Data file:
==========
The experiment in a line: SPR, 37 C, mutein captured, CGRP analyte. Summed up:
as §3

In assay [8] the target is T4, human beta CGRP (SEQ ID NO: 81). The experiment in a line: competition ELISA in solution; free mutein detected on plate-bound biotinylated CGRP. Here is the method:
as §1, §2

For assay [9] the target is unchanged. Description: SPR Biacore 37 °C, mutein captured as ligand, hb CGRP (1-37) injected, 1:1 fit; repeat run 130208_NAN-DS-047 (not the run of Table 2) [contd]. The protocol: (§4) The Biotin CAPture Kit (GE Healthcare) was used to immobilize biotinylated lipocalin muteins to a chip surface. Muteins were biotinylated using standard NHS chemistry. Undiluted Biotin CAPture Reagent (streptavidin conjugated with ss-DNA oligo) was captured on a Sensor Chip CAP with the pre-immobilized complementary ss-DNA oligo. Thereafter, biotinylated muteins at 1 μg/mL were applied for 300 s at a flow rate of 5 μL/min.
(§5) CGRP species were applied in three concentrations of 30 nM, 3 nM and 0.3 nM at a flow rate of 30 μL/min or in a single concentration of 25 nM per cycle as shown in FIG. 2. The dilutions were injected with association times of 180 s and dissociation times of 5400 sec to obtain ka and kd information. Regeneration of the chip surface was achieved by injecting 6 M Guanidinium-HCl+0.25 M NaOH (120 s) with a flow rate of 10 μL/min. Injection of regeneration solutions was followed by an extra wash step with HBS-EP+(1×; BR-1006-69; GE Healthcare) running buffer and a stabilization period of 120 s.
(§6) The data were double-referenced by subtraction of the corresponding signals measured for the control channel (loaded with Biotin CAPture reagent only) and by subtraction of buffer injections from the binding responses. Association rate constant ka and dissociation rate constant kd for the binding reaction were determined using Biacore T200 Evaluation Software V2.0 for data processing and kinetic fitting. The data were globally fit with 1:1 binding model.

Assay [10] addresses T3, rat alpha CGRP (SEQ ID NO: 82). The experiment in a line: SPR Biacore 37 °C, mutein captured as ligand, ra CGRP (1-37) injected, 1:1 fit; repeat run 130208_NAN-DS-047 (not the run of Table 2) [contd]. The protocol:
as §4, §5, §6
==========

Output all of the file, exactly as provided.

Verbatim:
The experiment in a line: SPR, 37 C, mutein captured, CGRP analyte. Summed up:
as §3

In assay [8] the target is T4, human beta CGRP (SEQ ID NO: 81). The experiment in a line: competition ELISA in solution; free mutein detected on plate-bound biotinylated CGRP. Here is the method:
as §1, §2

For assay [9] the target is unchanged. Description: SPR Biacore 37 °C, mutein captured as ligand, hb CGRP (1-37) injected, 1:1 fit; repeat run 130208_NAN-DS-047 (not the run of Table 2) [contd]. The protocol: (§4) The Biotin CAPture Kit (GE Healthcare) was used to immobilize biotinylated lipocalin muteins to a chip surface. Muteins were biotinylated using standard NHS chemistry. Undiluted Biotin CAPture Reagent (streptavidin conjugated with ss-DNA oligo) was captured on a Sensor Chip CAP with the pre-immobilized complementary ss-DNA oligo. Thereafter, biotinylated muteins at 1 μg/mL were applied for 300 s at a flow rate of 5 μL/min.
(§5) CGRP species were applied in three concentrations of 30 nM, 3 nM and 0.3 nM at a flow rate of 30 μL/min or in a single concentration of 25 nM per cycle as shown in FIG. 2. The dilutions were injected with association times of 180 s and dissociation times of 5400 sec to obtain ka and kd information. Regeneration of the chip surface was achieved by injecting 6 M Guanidinium-HCl+0.25 M NaOH (120 s) with a flow rate of 10 μL/min. Injection of regeneration solutions was followed by an extra wash step with HBS-EP+(1×; BR-1006-69; GE Healthcare) running buffer and a stabilization period of 120 s.
(§6) The data were double-referenced by subtraction of the corresponding signals measured for the control channel (loaded with Biotin CAPture reagent only) and by subtraction of buffer injections from the binding responses. Association rate constant ka and dissociation rate constant kd for the binding reaction were determined using Biacore T200 Evaluation Software V2.0 for data processing and kinetic fitting. The data were globally fit with 1:1 binding model.

Assay [10] addresses T3, rat alpha CGRP (SEQ ID NO: 82). The experiment in a line: SPR Biacore 37 °C, mutein captured as ligand, ra CGRP (1-37) injected, 1:1 fit; repeat run 130208_NAN-DS-047 (not the run of Table 2) [contd]. The protocol:
as §4, §5, §6